By JOHN LEICESTER AP Sports Columnist
PARIS (AP) _ In the greater scheme of things, sports shouldn’t really matter. Not like famine, war, natural disasters or the multitude of other agonies of our human condition that will and should always be more important than the mere trivialities of which team won and by how much.
In the same vein, no athlete, no matter how lionized, will or should ever be as important as a caring parent, an aid worker, a maternity nurse, a firefighter or the countless billions of unsung others who sustain life amid the chaos of life itself. No athlete can claim that their sporting achievements do that, which is why there will and should always be questions about whether it is right and proper that some of them are paid so obscenely well for doing what they do.
And yet, in 2010, one of the few times I wept was at a sports event. Watching Canadian skater Joannie Rochette glide on Olympic ice days after the death of her mother was a truly humbling and uplifting lesson in courage. For the entirety of her bronze medal-winning free skate, I willed her to hold her emotions together, trying telepathically to say: “You can do it. You can do it.” This wasn’t just out of sympathy for her, but for my own good, too. I needed Rochette to prove that there is a future after the death of a beloved parent, that life can go on. In the greater scheme things, those exquisitely anxious minutes of fretting about whether Rochette would crumble under the weight of her personal tragedy or, as she did, soar inspiringly above it should not have moved me as much as the birth, later in 2010, of my daughter. Yet, on both occasions, the tears tasted salty and curiously sweet.
Sports shouldn’t really matter. But they do.
In 2010, rarely was I angrier than at a sports event. When England midfielder Frank Lampard’s disallowed World Cup goal against Germany slammed against the crossbar and bounced a good foot over the line, I was furious that Uruguayan referee Jorge Larrionda failed to spot the blindingly obvious. I also was incensed at the technophobes at football’s world governing body FIFA for resisting the electronic goal-line aids that could have spared Larrionda from looking like such a fool and ensured sporting justice. “It’s like 1966 all over again!” I yelled to my Associated Press colleague and press box neighbor Robert Millward. Veteran sports sage that he was, Robert was already marshaling his thoughts for a story on how the injustice revived memories of the 1966 World Cup final, when Geoff Hurst’s shot for England struck the underside of the German crossbar, bounced down and spun back into play. “That time,” Robert penned from his encyclopedic football memory, “the referee consulted his linesman and awarded the goal.”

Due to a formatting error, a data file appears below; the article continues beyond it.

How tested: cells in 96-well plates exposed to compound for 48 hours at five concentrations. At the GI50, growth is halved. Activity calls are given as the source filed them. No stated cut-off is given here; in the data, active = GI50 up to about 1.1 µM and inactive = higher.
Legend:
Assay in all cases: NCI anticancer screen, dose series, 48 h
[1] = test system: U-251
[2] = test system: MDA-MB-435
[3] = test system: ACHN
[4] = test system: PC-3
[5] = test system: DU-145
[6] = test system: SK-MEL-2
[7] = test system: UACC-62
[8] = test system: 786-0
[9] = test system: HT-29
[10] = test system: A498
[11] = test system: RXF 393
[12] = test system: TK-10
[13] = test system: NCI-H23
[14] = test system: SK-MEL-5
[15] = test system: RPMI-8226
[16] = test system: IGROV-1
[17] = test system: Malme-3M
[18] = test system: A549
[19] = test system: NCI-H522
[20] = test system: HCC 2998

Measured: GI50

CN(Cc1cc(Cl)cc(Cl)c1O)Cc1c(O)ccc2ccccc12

It was one of the last stories that Robert wrote. He died suddenly three days before Spain beat the Netherlands in the World Cup final. Our efforts to revive him failed. I like to remember the frustration that he and I shared, his look of utter shock and sputtered guffaws of disbelief, over Lampard’s goal that wasn’t. Such passion and emotion. All for a mere game.
Sports shouldn’t really matter. But they do.
And perhaps never, in 2010 or any year, has the blink-and-its-gone frailty of human life been rammed home so starkly to me than at a sports event. One moment, Georgian Olympic luger Nodar Kumaritashvili was hurtling down the quartz-white ice of the Whistler Sliding Center, traveling at 144 kph or 89 mph as he funneled with a rattling, metallic roar into the last of its 16 corners, a giant curved bank named “Thunderbird.” Then, disaster. Just past a blue banner emblazoned with the Olympic rings and the motto “Des plus brilliant exploits” _ “Ever more brilliant exploits” _ Kumaritashvili flipped out of the ice walls and slammed backward into a trackside metal girder. Blood. Death.
Over the following days, trying to piece together the chain of events for a story, I asked other lugers what drives them to take such risks. I cannot say that I really understood their responses because there is no logic to hurling oneself down a chute of ice. I walked the length of the cold, hard track but it offered nothing more than stony silence. The ice felt no guilt about having helped a 21-year-old kill himself. It couldn’t care. It was just there. Like Mount Everest, a challenge for humans to pit their will against. Ultimately, the only meaningful answer I came away with was that Kumaritashvili died doing something that thrilled him. Not many of us will be able to say that. In trying to make sense from the senselessness of Kumaritashvili’s crash, that epitaph offers a crumb of comfort.
So, yes, sports shouldn’t really matter. But they do.
Sporting feats can be less difficult to wrap one’s mind around than our big, complex and pressing tragedies like human conflict and why we seem intent on ruining the only planet we have. Like trying to contemplate the infinite enormity of our universe, such problems can be mind-boggling if thought about too hard, for too long. Sports, on the other hand, deliver emotions and thoughts in neat and manageable chunks, which doesn’t make them less meaningful but simply easier to comprehend.
Disallowing Lampard’s goal: unjust. Rochette’s bronze: deserved. The longest match in tennis history, an 11-hour, 5-minute slog over three days at Wimbledon for John Isner and Nicolas Mahut: proof that humans always have untapped reserves of strength and will. The list of things that sports taught us in 2010 is rich and varied and too long to do it justice here. Not, perhaps, as important as life itself, but life-affirming nonetheless.
And that is why sports matter.